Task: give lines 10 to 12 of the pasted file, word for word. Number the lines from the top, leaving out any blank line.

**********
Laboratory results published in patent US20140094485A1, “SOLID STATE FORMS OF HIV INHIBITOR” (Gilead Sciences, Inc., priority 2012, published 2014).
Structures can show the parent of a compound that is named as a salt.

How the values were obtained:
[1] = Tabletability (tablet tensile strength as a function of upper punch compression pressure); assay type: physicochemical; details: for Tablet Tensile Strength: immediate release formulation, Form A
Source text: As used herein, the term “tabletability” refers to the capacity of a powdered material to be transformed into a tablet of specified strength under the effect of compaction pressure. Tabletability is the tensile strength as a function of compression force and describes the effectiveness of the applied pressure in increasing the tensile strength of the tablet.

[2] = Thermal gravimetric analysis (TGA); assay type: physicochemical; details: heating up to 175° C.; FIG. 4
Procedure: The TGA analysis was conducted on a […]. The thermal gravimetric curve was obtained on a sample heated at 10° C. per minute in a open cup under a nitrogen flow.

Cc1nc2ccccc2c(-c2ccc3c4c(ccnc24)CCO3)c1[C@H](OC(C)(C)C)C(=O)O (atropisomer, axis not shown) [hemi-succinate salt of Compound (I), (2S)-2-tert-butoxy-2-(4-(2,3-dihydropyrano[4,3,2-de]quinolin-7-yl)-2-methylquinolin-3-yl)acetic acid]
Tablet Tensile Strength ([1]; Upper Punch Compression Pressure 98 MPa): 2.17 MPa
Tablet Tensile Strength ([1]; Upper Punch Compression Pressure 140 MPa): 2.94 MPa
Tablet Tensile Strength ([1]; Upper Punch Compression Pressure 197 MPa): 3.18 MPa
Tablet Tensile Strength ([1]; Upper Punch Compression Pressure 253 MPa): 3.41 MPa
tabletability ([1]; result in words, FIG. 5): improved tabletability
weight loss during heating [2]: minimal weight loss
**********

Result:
Tablet Tensile Strength ([1]; Upper Punch Compression Pressure 140 MPa): 2.94 MPa
Tablet Tensile Strength ([1]; Upper Punch Compression Pressure 197 MPa): 3.18 MPa
Tablet Tensile Strength ([1]; Upper Punch Compression Pressure 253 MPa): 3.41 MPa